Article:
Well, today was our first day back from our big trip. Golden Week is a long holiday made up of a variety of single-day national holidays: emperor's birthday, boy's day, citizen day, etc...
We had been invited to go to the other side of the island to the Nagano prefecture (state) to participate in a volunteer project and stay with a couple who were involved with the event. Kevin (American) and Tomoe (Japanese) live up in the mountains and run a small eco/cultural tourism business called Onelife (www.onelife.org). They host people and take them on hikes and bicycle rides around the area. They also offer the opportunity to meet local people and see how they live and what they do. It is a pretty cool idea and pretty successful, too, Kevin says. They also do most of their own farming, especially rice.
Joan had connected with them via email back when she was researching gardening and vegetables in Tokyo. They started reading Joan's blog (www.popcornhomestead.blogspot.com) and liked what they saw, so they invited us out to help with re-thatching a traditional Japanese house in a nearby village and to help them on their farm. It seemed like a great chance to get out into another part of Japan and see something different and learn about Japanese culture.
So, we reserved tickets on the shinkansen (bullet train) and packed our bags. Half an hour on the Chuo line train got us to Tokyo station where we transferred to the aerodynamic shinkansen.
One a half hours of really fast traveling got us through the mountains by tunnel and into the west side of the main island to the town of Eichigo Yuzawa. Another hour on a local bus up into the mountains got us to Kevin's village where Kevin met us and drove us further into the mountains in his little four-wheel drive van. We arrived just in time for lunch and a half day of work.
The village was in charge of the re-thatching project and was bringing in volunteers to help with the work and to promote tourism and interest in their community. They had brought in some professional thatchers to do the actual thatching, while the volunteers helped prepare the materials, bring it to the pros, and help with other manual labor. Some of the volunteers came from other projects and events that Onelife had organized before, and some where just random volunteers who had found out about the project. We were the only foreigners that we saw. The area in general had many out of town visitors as Golden Week is the big holiday when everyone goes home to visit family.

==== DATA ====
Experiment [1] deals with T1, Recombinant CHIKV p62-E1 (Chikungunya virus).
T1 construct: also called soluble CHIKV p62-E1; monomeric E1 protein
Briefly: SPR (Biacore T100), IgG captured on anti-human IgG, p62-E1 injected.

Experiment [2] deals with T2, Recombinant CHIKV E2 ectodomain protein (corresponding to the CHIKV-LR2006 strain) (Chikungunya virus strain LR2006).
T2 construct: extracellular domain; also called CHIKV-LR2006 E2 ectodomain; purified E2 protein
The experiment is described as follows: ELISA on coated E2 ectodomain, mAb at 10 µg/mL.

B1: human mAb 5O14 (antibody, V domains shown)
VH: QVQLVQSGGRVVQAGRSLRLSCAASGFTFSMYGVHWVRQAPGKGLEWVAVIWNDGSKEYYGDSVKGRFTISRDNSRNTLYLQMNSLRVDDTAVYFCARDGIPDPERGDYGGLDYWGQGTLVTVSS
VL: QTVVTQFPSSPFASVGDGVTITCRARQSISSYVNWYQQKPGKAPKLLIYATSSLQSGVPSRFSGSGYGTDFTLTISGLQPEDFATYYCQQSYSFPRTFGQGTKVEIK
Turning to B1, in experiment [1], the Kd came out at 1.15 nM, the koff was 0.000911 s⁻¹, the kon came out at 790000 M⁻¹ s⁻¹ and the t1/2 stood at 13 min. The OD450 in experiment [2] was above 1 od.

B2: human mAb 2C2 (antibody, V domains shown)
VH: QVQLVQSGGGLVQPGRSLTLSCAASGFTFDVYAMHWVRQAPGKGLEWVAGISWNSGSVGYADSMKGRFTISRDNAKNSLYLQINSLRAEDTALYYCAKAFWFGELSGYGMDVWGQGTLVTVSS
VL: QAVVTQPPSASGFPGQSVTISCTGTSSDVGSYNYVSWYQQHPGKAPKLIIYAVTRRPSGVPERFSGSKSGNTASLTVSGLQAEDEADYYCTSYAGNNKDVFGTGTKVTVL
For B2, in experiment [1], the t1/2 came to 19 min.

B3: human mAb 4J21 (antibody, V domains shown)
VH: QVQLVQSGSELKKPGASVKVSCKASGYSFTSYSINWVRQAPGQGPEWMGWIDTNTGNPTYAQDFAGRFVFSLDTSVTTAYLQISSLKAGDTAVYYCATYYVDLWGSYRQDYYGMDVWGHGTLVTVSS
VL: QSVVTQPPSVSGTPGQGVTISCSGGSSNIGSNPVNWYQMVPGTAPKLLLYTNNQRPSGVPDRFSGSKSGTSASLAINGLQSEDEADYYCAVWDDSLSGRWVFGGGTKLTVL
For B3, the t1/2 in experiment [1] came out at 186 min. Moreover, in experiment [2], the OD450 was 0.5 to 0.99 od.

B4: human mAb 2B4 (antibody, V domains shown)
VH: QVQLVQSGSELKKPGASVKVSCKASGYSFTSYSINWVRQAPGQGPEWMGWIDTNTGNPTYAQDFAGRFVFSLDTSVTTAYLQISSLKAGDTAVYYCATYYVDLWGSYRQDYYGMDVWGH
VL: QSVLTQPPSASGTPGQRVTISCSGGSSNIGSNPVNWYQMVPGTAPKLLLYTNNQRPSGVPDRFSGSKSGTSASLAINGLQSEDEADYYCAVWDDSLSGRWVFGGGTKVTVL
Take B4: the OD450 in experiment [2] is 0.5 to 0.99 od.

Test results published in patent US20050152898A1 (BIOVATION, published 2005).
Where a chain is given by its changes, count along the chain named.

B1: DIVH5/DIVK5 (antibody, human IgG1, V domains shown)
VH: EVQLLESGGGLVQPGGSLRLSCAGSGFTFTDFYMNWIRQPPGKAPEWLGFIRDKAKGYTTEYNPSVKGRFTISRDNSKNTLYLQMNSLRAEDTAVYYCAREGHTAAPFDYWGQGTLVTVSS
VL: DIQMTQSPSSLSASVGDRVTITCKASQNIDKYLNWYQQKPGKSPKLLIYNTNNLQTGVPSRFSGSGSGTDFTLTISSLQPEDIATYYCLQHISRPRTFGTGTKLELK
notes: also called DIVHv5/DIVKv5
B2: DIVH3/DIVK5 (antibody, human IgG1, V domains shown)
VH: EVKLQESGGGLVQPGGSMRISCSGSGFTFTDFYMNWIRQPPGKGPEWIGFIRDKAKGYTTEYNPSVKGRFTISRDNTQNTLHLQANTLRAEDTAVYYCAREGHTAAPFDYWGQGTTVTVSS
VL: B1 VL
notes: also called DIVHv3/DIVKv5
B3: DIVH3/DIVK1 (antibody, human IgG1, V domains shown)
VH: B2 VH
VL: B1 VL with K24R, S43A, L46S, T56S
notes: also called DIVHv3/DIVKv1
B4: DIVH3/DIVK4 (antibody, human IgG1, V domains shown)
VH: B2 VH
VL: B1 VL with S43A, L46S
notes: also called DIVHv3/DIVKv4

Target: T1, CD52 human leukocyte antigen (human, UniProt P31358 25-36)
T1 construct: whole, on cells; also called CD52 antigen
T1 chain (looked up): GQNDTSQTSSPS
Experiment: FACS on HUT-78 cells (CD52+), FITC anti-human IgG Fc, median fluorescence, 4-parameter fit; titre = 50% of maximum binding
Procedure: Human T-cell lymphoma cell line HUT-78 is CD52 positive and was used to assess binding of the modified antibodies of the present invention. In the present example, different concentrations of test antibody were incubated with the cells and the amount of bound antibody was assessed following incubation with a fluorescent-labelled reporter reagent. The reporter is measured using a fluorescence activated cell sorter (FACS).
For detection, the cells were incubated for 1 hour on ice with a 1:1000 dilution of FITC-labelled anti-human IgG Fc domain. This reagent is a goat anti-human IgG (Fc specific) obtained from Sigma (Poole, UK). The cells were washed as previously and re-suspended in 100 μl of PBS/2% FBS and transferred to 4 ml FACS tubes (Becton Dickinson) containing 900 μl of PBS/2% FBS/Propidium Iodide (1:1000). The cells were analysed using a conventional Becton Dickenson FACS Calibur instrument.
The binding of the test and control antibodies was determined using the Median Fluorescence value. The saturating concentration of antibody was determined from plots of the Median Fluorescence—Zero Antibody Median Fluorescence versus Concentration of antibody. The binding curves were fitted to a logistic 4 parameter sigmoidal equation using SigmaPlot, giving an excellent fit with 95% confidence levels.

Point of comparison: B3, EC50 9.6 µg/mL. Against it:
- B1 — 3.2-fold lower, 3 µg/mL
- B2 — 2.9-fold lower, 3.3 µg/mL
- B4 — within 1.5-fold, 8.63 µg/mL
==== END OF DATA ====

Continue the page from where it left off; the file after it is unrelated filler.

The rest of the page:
Onelife had organized a volunteer project the year before to harvest the 'kaya' or long grass that was being used as thatch. It had been drying inside the old house for quiet some time. Overall, it will take at least a year to rethatch the whole house.
The pros had already built a scaffold out of logs and ropes and had removed the old thatch where necessary. The bundles of thatch were laid vertically on the slope and tied to thin bamboo poles laid horizontally across the roof. Then, with a thatch master pushing a large metal needle with a hooked tip and some one on the inside, wire was woven through the thatch and bamboo, pulling it all together. At one point, they had five or six of us all pulling in unison on rope handles attached to wires to tighten up the thatch. Another thatch master took a large wooden hammer and tapped the ends of all the thatch grass to create the correct pitch for water runoff.
It was a pretty interesting project, and we were able to practice our limited Japanese, although mostly in the context of thatching. We hope to return another time to help.
Near 6 pm, we and three other 'volunteer' guests wrapped up for the day and headed up the hill to the 'ryokan' (Japanese style inn) where we were staying.
We quickly dropped our bags in our tatami rooms, grabbed our bathing supplies, and walked a bit further up the hill to the 'onsen' (natural hot springs bath). We scrubbed up and soaked in the hot, cloudy brown water. The water felt a little silky from all the minerals and eased any muscle pains.
Then it was dinner time. Dinner. It almost defies description. The hostess of the inn is a superb cook who specializes in cooking extremely healthy, vegetable focused food that is produced almost exclusively from local products and farms. It featured many dishes made from the edible wild plants of the mountains. The dishes just kept coming and coming. I think we counted at least 17
different items. Joan tried to take photos of everything and frantically wrote down notes and descriptions of the names, ingredients, and flavors. I'll let you read her description of the meal on her blog.
We also had some cold beer and then opened a huge bottle of sake that the group had been given local government official. It had a subtle plum flavor and was much better than the usual cheap sake we have sampled so far. It went down very smoothly and warmed
us up. It also greatly improved our ability to communicate in Japanese!
Eventually very full and more than slightly tipsy, we tottered off to our tatami room and spread the futons out on the floor. Not surprisingly, we slept very soundly...